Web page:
I want to emphasize to all Native Americans, like myself, that it is important to vote for Obama in November, the best choice for the needs of our people. But it’s also important to take an interest in, and vote in, all races. It has taken a long time for us to gain the right to vote and we should cherish it.
We did not get to vote and become U.S. citizens until 1924. Many states continued to prohibit Indians from voting: Arizona and New Mexico did not allow Indians to vote until 1948, and Utah was the last state to grant the right, in 1956. When analyzed, the reasons for the delay all appear discriminatory. Even today, people complain because income from our reservations is not taxable, or because we win court settlements for government mismanagement. Of course, they overlook the fact that virtually every dollar is spent locally, with sales tax being paid.
We are all part of the communities surrounding us, and we need to use our voting rights to make sure that good choices are made for all the officials elected. Your vote counts.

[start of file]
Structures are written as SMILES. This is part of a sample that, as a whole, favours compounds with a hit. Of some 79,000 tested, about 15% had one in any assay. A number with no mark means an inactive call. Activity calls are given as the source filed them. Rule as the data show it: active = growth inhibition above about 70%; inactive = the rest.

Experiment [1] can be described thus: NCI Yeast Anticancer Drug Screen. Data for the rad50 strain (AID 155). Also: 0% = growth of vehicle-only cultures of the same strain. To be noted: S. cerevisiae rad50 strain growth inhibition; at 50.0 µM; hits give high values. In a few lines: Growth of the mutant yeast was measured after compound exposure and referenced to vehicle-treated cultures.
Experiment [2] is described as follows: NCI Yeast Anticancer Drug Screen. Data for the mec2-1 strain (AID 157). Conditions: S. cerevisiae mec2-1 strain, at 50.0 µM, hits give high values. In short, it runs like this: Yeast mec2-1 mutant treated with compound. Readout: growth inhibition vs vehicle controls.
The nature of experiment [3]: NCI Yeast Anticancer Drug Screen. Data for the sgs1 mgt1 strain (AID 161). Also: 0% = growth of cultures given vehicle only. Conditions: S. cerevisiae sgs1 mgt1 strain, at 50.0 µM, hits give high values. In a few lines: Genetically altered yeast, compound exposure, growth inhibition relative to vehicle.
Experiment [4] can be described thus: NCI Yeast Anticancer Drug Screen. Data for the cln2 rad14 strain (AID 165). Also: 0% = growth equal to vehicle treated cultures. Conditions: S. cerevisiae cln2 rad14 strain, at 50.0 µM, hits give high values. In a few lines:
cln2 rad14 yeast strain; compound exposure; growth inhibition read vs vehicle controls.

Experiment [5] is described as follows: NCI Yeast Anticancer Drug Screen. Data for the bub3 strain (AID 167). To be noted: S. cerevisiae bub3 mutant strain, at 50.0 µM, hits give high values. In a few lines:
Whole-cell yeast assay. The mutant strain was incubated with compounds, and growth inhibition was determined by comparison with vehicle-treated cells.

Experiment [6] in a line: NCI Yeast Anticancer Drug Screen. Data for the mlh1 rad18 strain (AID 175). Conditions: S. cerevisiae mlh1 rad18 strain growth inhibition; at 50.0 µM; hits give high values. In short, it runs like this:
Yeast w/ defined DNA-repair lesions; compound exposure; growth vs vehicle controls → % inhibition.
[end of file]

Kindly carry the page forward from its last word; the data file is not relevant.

Ruth M. Wapato
As a Native American with African American ancestors and born in a Matriarch society, might I also add Women and African Americans.
And while voting remember to not go backwards into Republican propaganda living once again!
slaves, as such, never did get the right to vote. But at the close of the Civil War they were all formally freed under the 13th Amendment to the Constitution (Bill of Rights), which abolished slavery in 1865.
Former slaves were then granted the right to vote in 1870, under the 15th Amendment, which decreed that the right to vote could not be denied because of race, color, or previous condition of servitude.
After the slaves, the 15th amendment of the Constitution ratified in 1870 gave citizens the right to vote regardless of their race or previous condition of servitude.
Women didn't get the right to vote until 1920 when then the 19th amendment guarantee the right of vote to anyone regardless of their gender.